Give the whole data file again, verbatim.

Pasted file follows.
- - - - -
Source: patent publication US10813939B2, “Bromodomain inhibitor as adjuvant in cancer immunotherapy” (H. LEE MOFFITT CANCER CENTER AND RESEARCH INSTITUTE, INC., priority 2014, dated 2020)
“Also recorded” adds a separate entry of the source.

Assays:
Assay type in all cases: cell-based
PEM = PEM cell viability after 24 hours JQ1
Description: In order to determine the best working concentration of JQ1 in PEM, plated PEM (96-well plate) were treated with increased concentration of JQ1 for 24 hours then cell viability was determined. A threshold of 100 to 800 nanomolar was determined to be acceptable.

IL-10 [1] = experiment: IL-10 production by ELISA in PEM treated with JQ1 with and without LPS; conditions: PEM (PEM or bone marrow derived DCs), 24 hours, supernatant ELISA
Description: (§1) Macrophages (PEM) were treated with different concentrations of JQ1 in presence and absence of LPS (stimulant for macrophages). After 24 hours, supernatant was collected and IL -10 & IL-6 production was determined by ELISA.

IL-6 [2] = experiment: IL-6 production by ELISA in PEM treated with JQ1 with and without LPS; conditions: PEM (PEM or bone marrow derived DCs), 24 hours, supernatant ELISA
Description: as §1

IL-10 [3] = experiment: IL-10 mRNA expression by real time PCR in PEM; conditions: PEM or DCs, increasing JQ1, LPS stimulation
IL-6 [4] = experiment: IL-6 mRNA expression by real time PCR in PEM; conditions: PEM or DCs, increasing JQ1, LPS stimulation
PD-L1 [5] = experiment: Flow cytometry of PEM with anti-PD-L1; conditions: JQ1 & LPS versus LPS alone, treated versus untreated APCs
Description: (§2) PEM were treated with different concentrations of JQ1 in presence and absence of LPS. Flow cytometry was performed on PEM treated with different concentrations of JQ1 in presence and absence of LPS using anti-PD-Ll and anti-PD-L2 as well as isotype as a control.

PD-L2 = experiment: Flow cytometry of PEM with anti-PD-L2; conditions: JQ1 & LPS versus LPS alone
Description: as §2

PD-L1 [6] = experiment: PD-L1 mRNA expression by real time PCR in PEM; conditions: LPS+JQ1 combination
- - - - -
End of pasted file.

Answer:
Source: patent publication US10813939B2, “Bromodomain inhibitor as adjuvant in cancer immunotherapy” (H. LEE MOFFITT CANCER CENTER AND RESEARCH INSTITUTE, INC., priority 2014, dated 2020)
“Also recorded” adds a separate entry of the source.

Assays:
Assay type in all cases: cell-based
PEM = PEM cell viability after 24 hours JQ1
Description: In order to determine the best working concentration of JQ1 in PEM, plated PEM (96-well plate) were treated with increased concentration of JQ1 for 24 hours then cell viability was determined. A threshold of 100 to 800 nanomolar was determined to be acceptable.

IL-10 [1] = experiment: IL-10 production by ELISA in PEM treated with JQ1 with and without LPS; conditions: PEM (PEM or bone marrow derived DCs), 24 hours, supernatant ELISA
Description: (§1) Macrophages (PEM) were treated with different concentrations of JQ1 in presence and absence of LPS (stimulant for macrophages). After 24 hours, supernatant was collected and IL -10 & IL-6 production was determined by ELISA.

IL-6 [2] = experiment: IL-6 production by ELISA in PEM treated with JQ1 with and without LPS; conditions: PEM (PEM or bone marrow derived DCs), 24 hours, supernatant ELISA
Description: as §1

IL-10 [3] = experiment: IL-10 mRNA expression by real time PCR in PEM; conditions: PEM or DCs, increasing JQ1, LPS stimulation
IL-6 [4] = experiment: IL-6 mRNA expression by real time PCR in PEM; conditions: PEM or DCs, increasing JQ1, LPS stimulation
PD-L1 [5] = experiment: Flow cytometry of PEM with anti-PD-L1; conditions: JQ1 & LPS versus LPS alone, treated versus untreated APCs
Description: (§2) PEM were treated with different concentrations of JQ1 in presence and absence of LPS. Flow cytometry was performed on PEM treated with different concentrations of JQ1 in presence and absence of LPS using anti-PD-Ll and anti-PD-L2 as well as isotype as a control.

PD-L2 = experiment: Flow cytometry of PEM with anti-PD-L2; conditions: JQ1 & LPS versus LPS alone
Description: as §2

PD-L1 [6] = experiment: PD-L1 mRNA expression by real time PCR in PEM; conditions: LPS+JQ1 combination